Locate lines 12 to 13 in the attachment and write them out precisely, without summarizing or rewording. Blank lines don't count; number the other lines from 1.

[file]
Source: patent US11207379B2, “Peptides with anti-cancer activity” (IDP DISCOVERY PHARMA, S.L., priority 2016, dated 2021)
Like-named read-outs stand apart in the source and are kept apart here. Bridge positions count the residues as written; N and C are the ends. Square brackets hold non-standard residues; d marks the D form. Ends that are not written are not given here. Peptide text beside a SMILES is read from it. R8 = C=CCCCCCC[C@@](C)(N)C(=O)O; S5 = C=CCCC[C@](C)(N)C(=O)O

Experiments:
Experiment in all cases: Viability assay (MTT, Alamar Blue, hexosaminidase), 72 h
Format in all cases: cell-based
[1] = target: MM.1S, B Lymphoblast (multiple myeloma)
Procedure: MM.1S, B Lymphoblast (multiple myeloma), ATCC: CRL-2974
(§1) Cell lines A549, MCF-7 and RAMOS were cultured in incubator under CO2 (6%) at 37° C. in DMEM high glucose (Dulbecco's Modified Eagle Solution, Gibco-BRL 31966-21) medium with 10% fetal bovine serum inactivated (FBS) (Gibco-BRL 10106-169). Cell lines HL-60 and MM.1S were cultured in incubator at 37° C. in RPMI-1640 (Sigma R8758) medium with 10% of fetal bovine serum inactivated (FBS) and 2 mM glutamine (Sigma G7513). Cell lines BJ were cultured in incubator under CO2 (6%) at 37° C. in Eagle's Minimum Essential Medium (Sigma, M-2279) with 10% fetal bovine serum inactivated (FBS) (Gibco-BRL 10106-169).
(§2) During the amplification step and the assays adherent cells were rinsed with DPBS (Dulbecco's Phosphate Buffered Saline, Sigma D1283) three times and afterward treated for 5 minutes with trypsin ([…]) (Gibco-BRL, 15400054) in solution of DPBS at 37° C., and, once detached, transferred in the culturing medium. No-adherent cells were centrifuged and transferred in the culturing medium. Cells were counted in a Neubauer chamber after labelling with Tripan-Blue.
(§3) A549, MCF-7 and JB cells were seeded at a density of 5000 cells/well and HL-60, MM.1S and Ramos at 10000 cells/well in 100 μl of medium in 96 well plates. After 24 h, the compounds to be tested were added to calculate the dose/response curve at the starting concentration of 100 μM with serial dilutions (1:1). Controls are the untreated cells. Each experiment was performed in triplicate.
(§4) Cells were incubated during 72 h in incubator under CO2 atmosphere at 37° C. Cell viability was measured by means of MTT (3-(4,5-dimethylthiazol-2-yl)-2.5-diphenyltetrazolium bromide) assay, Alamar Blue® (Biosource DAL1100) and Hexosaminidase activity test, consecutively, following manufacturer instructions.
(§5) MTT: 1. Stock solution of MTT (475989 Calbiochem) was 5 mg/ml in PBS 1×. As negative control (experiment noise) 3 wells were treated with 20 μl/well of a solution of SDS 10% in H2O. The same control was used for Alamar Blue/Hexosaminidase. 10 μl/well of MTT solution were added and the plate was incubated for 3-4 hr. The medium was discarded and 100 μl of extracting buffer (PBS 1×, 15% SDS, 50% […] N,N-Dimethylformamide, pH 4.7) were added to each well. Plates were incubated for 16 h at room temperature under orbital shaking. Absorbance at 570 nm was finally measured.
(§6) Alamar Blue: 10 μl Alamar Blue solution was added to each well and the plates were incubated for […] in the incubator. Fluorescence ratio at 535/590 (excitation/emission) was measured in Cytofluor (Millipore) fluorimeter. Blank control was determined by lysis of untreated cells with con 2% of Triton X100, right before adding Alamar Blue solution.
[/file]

(§5) MTT: 1. Stock solution of MTT (475989 Calbiochem) was 5 mg/ml in PBS 1×. As negative control (experiment noise) 3 wells were treated with 20 μl/well of a solution of SDS 10% in H2O. The same control was used for Alamar Blue/Hexosaminidase. 10 μl/well of MTT solution were added and the plate was incubated for 3-4 hr. The medium was discarded and 100 μl of extracting buffer (PBS 1×, 15% SDS, 50% […] N,N-Dimethylformamide, pH 4.7) were added to each well. Plates were incubated for 16 h at room temperature under orbital shaking. Absorbance at 570 nm was finally measured.
(§6) Alamar Blue: 10 μl Alamar Blue solution was added to each well and the plates were incubated for […] in the incubator. Fluorescence ratio at 535/590 (excitation/emission) was measured in Cytofluor (Millipore) fluorimeter. Blank control was determined by lysis of untreated cells with con 2% of Triton X100, right before adding Alamar Blue solution.